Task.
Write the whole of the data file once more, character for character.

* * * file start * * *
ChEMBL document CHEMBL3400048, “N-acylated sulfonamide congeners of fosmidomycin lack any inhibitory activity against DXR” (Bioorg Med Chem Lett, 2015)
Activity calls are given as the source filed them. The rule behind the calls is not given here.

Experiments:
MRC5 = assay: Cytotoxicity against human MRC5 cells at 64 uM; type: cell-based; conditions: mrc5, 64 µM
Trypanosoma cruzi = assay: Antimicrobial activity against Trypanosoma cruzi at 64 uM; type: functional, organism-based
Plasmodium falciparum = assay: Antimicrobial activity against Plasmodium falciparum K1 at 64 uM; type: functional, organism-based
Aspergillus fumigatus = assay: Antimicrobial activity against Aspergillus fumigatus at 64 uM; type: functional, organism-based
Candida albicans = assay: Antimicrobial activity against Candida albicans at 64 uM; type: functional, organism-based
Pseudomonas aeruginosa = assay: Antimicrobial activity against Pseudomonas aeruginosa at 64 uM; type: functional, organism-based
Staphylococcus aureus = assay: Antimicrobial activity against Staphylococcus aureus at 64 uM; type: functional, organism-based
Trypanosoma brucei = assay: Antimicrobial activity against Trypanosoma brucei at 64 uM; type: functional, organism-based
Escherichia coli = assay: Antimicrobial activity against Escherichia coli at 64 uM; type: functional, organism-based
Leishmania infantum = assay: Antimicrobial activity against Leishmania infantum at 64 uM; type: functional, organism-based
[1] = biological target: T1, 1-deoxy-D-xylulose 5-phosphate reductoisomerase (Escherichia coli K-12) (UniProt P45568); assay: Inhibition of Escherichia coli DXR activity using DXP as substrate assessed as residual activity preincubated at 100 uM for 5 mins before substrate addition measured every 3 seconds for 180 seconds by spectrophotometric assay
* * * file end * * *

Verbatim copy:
ChEMBL document CHEMBL3400048, “N-acylated sulfonamide congeners of fosmidomycin lack any inhibitory activity against DXR” (Bioorg Med Chem Lett, 2015)
Activity calls are given as the source filed them. The rule behind the calls is not given here.

Experiments:
MRC5 = assay: Cytotoxicity against human MRC5 cells at 64 uM; type: cell-based; conditions: mrc5, 64 µM
Trypanosoma cruzi = assay: Antimicrobial activity against Trypanosoma cruzi at 64 uM; type: functional, organism-based
Plasmodium falciparum = assay: Antimicrobial activity against Plasmodium falciparum K1 at 64 uM; type: functional, organism-based
Aspergillus fumigatus = assay: Antimicrobial activity against Aspergillus fumigatus at 64 uM; type: functional, organism-based
Candida albicans = assay: Antimicrobial activity against Candida albicans at 64 uM; type: functional, organism-based
Pseudomonas aeruginosa = assay: Antimicrobial activity against Pseudomonas aeruginosa at 64 uM; type: functional, organism-based
Staphylococcus aureus = assay: Antimicrobial activity against Staphylococcus aureus at 64 uM; type: functional, organism-based
Trypanosoma brucei = assay: Antimicrobial activity against Trypanosoma brucei at 64 uM; type: functional, organism-based
Escherichia coli = assay: Antimicrobial activity against Escherichia coli at 64 uM; type: functional, organism-based
Leishmania infantum = assay: Antimicrobial activity against Leishmania infantum at 64 uM; type: functional, organism-based
[1] = biological target: T1, 1-deoxy-D-xylulose 5-phosphate reductoisomerase (Escherichia coli K-12) (UniProt P45568); assay: Inhibition of Escherichia coli DXR activity using DXP as substrate assessed as residual activity preincubated at 100 uM for 5 mins before substrate addition measured every 3 seconds for 180 seconds by spectrophotometric assay